Their texture is clearly modelled after Corelli. Every sonata comprises four movements in the usual order: slow - fast - slow - fast. Four of the six sonatas also follow Corelli's habit of including a fugue as the second movement. In some slow movements we find the traces of Italian pathos. A superb example is the grave from the Sonata No. 4 in e minor. However, these sonatas don't reflect the pure Italian style. One of the reasons is the scoring. Hotteterre conceived them for two transverse flutes, the most fashionable instruments of the time in France. In Italy chamber music was dominated by the violin; the flute played a relatively minor role. The theatrical style which is a feature of Italian instrumental music comes best to the fore with strings. The domination of wind instruments in France - not only the transverse flute but also the recorder, the oboe and the 'popular' musette - inevitably changes the character of his Italian-influenced compositions and bring them closer to the more intimate and elegant, 'conversational' style which was a feature of French music.
The title page of this set mentions several instruments: the transverse flute, the recorder, the oboe and even the violin. This has been taken by the performers as an opportunity to score the various sonatas differently. The Sonata No. 4 mentioned above is played here by flute and violin and considering the character of the grave that makes much sense. Other sonatas are performed with two flutes, two recorders or recorder and flute. All these combinations work very well and underline the variety in these sonatas.
In addition to the set of sonatas op. 3 we get pieces from other collections. Hotteterre published several treatises, and one of them is called L'art de préluder sur la flûte traversière, sur la flûte-à-bec, sur le haubois, et autres instruments de dessus and includes a number of preludes for one instrument and bc. These demonstrate one of the subjects of this book: the principles of modulation. The first volume of this recording project included the suites op. 1 which were printed in 1708. Hotteterre added some extra pieces which have found a place on the present disc. Ecos is a piece with a pastoral character whose title stems from the fact that every brief phrase is repeated pianissimo. It is for flute without accompaniment; the next to pieces, for two flutes and bc, are of the same character. The second, Rondeau Le champêtre, also includes echos which caused Louis XIV to call it Les ecos. The remaining piece is the Troisième Suitte which was published separately as the op. 8. It comprises eight pieces separated here by the three pieces from the op. 2 I just mentioned. Karl Kaiser, in his liner-notes, calls them "naive pastoral pieces (so-called brunettes)". The term brunette is mostly used for vocal music. We are not told - and perhaps it is not known - whether these are instrumental arrangements of vocal pieces or original instrumental pieces modelled after such pastoral songs. The first four are played on two recorders, the remaining four on two transverse flutes.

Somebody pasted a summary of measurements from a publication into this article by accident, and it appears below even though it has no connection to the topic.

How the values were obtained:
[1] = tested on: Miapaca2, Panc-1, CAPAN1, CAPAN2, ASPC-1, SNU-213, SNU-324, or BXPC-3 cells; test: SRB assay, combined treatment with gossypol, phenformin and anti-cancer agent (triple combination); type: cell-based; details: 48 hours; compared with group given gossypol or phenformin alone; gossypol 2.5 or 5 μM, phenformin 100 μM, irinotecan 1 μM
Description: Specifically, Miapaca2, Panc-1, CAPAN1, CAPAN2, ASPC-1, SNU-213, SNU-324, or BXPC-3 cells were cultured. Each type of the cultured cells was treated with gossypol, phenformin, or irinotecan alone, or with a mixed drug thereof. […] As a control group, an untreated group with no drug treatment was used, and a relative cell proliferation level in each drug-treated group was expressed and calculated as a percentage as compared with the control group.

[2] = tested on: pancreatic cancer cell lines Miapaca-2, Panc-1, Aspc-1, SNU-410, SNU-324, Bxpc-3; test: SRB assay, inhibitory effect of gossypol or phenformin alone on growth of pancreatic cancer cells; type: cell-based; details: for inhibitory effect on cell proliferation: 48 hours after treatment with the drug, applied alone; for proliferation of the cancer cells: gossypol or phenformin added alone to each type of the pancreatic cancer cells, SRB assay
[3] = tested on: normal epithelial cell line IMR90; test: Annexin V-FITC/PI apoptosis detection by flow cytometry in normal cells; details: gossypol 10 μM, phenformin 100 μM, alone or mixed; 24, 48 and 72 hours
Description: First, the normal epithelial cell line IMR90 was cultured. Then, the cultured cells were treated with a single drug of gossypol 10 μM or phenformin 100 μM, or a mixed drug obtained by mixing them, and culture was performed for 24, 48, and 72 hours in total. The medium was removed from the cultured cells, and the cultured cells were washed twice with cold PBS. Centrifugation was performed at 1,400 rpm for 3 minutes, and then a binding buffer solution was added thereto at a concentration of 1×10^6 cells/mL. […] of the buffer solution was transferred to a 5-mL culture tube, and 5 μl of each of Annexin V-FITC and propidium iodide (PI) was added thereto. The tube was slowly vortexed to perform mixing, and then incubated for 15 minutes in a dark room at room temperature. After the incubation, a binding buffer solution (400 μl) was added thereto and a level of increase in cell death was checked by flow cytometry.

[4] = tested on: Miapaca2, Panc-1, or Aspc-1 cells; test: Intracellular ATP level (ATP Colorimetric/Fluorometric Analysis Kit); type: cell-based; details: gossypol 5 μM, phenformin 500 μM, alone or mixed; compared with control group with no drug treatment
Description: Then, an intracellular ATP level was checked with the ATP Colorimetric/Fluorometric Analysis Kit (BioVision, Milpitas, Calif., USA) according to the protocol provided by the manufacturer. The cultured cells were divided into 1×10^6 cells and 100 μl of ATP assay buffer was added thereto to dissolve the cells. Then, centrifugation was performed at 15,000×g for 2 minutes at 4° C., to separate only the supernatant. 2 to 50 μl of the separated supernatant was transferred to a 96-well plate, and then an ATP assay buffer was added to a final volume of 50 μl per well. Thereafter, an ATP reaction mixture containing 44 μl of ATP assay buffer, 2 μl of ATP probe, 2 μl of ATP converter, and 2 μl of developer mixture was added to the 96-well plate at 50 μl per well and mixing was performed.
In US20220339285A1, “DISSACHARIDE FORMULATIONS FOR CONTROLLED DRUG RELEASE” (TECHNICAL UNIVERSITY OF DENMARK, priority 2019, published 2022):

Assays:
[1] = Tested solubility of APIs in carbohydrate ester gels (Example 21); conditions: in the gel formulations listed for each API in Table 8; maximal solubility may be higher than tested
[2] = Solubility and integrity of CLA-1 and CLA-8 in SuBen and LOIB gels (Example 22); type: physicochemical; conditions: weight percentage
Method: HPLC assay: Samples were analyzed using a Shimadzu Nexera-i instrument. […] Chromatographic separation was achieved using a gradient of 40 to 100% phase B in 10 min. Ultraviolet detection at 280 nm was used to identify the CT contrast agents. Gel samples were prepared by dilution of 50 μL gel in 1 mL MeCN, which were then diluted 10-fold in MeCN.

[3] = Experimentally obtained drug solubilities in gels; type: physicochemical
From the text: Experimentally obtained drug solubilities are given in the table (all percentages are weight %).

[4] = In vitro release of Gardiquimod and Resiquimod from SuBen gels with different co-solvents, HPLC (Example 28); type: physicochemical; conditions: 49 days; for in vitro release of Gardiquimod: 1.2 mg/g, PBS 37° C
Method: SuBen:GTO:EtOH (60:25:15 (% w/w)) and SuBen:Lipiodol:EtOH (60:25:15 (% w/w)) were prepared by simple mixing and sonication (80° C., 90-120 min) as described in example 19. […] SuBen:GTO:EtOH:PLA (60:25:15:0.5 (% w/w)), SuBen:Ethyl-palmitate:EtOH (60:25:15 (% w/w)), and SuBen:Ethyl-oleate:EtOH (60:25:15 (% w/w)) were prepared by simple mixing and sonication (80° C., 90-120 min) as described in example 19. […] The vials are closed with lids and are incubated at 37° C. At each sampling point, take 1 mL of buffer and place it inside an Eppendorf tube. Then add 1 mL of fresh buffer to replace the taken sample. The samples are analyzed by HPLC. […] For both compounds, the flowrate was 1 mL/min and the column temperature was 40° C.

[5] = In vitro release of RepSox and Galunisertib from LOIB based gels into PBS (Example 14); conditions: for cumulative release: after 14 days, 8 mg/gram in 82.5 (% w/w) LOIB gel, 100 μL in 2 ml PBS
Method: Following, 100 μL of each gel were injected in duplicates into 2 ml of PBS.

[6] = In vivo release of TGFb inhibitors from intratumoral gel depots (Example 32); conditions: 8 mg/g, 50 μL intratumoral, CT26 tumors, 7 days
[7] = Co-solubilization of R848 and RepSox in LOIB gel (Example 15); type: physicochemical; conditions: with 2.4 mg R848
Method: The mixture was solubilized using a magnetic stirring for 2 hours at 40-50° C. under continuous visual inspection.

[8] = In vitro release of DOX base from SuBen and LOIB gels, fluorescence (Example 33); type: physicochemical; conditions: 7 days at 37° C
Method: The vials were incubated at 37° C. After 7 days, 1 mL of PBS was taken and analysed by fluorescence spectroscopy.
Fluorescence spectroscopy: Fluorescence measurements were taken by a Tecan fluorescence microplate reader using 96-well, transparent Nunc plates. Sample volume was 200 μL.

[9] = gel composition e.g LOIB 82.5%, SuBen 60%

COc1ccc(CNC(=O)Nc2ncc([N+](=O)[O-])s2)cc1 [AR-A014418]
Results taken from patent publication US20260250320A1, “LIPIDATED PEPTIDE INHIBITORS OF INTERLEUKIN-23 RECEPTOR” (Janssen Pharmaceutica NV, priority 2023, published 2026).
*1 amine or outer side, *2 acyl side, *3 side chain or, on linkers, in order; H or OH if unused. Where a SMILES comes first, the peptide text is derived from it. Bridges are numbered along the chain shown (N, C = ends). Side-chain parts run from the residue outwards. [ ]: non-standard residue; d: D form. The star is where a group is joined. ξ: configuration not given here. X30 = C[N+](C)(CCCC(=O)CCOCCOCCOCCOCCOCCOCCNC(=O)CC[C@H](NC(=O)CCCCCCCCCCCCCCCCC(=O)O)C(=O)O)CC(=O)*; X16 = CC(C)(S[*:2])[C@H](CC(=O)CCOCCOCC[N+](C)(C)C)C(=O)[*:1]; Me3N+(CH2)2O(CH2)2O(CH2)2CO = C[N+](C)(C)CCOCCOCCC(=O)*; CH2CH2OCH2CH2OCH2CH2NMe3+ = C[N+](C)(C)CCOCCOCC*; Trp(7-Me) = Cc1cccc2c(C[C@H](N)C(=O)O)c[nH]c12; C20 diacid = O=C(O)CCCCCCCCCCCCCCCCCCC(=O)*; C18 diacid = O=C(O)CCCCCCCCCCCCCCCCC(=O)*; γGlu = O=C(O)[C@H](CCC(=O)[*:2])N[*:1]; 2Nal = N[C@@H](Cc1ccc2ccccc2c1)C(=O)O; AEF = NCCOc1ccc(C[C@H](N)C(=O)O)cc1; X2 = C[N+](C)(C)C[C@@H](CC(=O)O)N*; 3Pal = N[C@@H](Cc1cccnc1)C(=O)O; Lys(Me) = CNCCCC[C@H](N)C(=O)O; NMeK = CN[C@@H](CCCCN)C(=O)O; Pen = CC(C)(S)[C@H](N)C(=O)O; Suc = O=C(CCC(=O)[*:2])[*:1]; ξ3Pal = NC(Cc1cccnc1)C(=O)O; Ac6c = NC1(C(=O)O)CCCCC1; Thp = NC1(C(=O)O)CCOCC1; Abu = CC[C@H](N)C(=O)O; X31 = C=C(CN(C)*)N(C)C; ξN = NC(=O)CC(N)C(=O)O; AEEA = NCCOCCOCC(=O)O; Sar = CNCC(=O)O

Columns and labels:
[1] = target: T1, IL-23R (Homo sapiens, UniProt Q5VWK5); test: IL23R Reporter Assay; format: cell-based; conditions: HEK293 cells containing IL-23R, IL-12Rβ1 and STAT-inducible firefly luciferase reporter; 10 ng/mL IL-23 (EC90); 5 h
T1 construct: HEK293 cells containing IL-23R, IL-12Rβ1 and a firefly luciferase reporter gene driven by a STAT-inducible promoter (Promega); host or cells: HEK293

The latter round off another fine disc from Camerata Köln, one of the best ensembles for chamber music. Its members show a good sense of the idiom of Hotteterre. They find the right approach in the trio sonatas. These reflect the influence of the Italian style but then adapted to the French taste, and that is perfectly conveyed here. The players have not fallen for the temptation to exaggerate the Italian traces.
If you purchase this disc you get more than an hour of high-class entertainment.
Johan van Veen